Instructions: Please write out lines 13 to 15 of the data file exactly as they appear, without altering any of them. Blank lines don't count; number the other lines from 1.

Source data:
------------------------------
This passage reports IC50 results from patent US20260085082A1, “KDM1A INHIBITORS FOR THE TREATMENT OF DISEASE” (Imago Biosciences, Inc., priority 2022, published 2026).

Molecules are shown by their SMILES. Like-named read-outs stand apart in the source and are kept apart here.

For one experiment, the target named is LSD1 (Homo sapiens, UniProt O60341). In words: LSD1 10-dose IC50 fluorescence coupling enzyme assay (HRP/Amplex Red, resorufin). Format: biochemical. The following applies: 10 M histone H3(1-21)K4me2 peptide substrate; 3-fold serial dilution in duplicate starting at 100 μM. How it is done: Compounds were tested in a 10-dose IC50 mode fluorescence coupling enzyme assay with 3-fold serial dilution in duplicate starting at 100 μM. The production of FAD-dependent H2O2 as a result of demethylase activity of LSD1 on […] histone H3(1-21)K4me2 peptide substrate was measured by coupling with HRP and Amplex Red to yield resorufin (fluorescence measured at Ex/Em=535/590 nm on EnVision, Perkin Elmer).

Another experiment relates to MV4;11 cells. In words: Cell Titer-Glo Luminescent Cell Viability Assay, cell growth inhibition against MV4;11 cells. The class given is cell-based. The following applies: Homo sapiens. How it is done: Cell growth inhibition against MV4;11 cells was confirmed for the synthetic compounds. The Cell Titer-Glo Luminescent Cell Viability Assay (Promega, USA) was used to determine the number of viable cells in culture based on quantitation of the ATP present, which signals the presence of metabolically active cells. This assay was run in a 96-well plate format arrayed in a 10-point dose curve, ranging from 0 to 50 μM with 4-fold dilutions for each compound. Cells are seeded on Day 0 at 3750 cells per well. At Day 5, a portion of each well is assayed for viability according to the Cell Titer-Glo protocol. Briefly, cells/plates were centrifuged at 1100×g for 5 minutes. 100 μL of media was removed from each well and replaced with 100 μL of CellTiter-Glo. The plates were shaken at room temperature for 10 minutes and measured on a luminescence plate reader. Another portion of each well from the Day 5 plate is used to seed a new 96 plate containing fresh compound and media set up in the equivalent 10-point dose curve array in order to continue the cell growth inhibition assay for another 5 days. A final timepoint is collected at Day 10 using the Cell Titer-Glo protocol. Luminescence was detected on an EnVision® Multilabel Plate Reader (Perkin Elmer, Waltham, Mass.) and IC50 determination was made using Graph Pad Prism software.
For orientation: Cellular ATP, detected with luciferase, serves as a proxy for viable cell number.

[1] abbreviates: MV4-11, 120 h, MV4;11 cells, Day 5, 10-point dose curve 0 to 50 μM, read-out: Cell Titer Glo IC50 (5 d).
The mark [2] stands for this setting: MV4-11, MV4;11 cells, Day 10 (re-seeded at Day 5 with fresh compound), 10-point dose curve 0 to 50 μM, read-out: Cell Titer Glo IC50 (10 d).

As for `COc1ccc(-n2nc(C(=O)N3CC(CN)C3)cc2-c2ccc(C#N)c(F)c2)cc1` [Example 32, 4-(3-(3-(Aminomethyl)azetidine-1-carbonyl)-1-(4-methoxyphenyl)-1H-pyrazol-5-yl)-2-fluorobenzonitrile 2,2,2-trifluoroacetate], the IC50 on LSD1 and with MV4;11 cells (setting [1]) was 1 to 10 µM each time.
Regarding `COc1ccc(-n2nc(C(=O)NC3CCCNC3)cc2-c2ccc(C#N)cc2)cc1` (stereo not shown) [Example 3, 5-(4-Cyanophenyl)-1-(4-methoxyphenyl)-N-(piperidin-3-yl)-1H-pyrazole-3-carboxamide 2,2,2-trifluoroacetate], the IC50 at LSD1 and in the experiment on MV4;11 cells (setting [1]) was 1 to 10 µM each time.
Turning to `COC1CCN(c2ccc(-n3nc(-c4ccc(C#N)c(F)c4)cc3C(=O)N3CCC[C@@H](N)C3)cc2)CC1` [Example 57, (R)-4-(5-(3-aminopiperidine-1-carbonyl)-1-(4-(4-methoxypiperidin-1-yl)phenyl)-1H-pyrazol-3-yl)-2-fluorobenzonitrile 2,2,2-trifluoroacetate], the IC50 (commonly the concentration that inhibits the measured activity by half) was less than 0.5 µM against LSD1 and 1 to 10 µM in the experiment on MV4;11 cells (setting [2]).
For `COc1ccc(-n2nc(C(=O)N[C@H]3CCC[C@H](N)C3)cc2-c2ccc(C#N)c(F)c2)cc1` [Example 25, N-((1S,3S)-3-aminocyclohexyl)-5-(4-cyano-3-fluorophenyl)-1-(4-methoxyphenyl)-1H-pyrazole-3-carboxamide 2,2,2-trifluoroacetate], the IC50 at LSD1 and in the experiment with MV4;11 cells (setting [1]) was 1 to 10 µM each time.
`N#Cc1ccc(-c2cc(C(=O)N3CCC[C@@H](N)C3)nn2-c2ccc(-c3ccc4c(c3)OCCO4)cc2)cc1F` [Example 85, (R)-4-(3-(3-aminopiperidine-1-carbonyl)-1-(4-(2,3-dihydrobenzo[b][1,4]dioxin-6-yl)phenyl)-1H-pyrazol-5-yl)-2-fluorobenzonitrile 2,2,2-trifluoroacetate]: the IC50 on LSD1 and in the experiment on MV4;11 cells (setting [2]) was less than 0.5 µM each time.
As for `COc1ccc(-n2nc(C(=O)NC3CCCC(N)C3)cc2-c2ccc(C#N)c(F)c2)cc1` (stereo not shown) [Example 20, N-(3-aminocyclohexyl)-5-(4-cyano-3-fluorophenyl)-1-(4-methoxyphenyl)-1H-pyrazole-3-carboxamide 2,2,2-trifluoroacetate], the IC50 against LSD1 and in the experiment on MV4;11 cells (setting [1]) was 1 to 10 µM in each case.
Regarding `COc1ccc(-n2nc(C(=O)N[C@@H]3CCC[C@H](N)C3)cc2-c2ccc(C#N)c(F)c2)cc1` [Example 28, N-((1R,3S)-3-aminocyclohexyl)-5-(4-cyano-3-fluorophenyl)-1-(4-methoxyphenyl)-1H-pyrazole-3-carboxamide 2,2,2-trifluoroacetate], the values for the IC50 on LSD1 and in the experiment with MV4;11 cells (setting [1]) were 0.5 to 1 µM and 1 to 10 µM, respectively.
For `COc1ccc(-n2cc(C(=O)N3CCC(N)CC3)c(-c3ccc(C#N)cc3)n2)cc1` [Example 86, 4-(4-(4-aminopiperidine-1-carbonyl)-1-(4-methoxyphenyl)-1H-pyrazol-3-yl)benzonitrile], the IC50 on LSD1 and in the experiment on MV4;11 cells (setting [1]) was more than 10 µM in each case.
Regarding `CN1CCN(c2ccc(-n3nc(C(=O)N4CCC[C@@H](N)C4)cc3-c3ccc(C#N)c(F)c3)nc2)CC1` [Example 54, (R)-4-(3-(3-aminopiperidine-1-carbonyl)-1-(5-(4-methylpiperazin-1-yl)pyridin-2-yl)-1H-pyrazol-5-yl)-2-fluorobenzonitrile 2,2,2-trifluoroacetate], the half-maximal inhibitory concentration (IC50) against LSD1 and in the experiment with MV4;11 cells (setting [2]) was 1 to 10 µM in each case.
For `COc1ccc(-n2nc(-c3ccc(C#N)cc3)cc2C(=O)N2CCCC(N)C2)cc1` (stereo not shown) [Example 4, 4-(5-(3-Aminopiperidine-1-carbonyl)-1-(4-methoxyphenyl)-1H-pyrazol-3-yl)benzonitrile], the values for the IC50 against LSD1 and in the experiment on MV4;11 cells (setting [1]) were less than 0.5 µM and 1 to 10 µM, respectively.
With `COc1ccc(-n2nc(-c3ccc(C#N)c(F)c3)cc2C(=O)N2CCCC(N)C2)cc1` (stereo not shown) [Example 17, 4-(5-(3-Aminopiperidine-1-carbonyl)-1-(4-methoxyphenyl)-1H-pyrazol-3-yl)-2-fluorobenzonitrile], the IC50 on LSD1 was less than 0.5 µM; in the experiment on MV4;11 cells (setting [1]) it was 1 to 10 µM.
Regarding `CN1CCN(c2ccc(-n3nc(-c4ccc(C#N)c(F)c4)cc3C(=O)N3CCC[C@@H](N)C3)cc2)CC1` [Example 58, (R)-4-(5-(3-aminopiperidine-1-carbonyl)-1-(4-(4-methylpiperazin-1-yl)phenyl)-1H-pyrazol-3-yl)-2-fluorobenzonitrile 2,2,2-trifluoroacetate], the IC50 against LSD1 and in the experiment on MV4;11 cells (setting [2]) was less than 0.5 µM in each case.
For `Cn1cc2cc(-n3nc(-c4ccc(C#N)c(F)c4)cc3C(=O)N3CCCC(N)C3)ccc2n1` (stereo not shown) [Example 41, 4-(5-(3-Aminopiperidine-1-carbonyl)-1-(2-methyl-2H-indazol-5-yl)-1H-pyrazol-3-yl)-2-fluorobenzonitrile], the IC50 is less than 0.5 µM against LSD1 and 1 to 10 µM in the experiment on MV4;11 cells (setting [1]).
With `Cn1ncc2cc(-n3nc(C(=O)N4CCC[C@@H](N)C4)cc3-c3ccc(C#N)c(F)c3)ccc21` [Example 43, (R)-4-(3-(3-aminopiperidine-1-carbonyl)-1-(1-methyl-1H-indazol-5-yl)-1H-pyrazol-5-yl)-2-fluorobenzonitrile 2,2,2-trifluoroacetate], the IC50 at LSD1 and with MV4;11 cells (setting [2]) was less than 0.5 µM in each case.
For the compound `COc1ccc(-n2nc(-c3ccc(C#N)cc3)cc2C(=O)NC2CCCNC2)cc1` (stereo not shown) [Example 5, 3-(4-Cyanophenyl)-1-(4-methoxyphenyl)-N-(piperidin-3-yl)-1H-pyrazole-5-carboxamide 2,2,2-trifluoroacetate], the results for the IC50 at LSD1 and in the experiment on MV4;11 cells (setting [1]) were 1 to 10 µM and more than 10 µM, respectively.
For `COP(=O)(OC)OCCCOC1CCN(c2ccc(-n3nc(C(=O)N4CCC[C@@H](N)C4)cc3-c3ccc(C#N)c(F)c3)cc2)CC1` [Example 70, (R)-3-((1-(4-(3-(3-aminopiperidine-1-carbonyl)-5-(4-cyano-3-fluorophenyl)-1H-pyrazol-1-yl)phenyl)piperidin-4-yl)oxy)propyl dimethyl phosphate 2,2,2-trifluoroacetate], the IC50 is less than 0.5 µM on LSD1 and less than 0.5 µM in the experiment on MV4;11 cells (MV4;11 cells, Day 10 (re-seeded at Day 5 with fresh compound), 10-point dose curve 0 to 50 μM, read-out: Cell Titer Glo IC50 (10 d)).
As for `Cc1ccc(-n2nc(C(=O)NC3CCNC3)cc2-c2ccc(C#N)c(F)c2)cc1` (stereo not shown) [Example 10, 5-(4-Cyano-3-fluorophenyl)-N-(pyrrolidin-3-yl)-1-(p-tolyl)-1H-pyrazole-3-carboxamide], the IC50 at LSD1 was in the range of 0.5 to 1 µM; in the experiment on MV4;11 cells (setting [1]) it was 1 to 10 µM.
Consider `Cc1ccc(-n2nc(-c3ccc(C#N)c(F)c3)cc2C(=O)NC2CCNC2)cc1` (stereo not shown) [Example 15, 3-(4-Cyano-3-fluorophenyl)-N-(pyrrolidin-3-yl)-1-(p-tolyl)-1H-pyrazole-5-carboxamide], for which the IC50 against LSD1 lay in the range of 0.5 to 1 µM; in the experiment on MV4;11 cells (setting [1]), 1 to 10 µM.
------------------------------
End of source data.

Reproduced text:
As for `COc1ccc(-n2nc(C(=O)NC3CCCC(N)C3)cc2-c2ccc(C#N)c(F)c2)cc1` (stereo not shown) [Example 20, N-(3-aminocyclohexyl)-5-(4-cyano-3-fluorophenyl)-1-(4-methoxyphenyl)-1H-pyrazole-3-carboxamide 2,2,2-trifluoroacetate], the IC50 against LSD1 and in the experiment on MV4;11 cells (setting [1]) was 1 to 10 µM in each case.
Regarding `COc1ccc(-n2nc(C(=O)N[C@@H]3CCC[C@H](N)C3)cc2-c2ccc(C#N)c(F)c2)cc1` [Example 28, N-((1R,3S)-3-aminocyclohexyl)-5-(4-cyano-3-fluorophenyl)-1-(4-methoxyphenyl)-1H-pyrazole-3-carboxamide 2,2,2-trifluoroacetate], the values for the IC50 on LSD1 and in the experiment with MV4;11 cells (setting [1]) were 0.5 to 1 µM and 1 to 10 µM, respectively.
For `COc1ccc(-n2cc(C(=O)N3CCC(N)CC3)c(-c3ccc(C#N)cc3)n2)cc1` [Example 86, 4-(4-(4-aminopiperidine-1-carbonyl)-1-(4-methoxyphenyl)-1H-pyrazol-3-yl)benzonitrile], the IC50 on LSD1 and in the experiment on MV4;11 cells (setting [1]) was more than 10 µM in each case.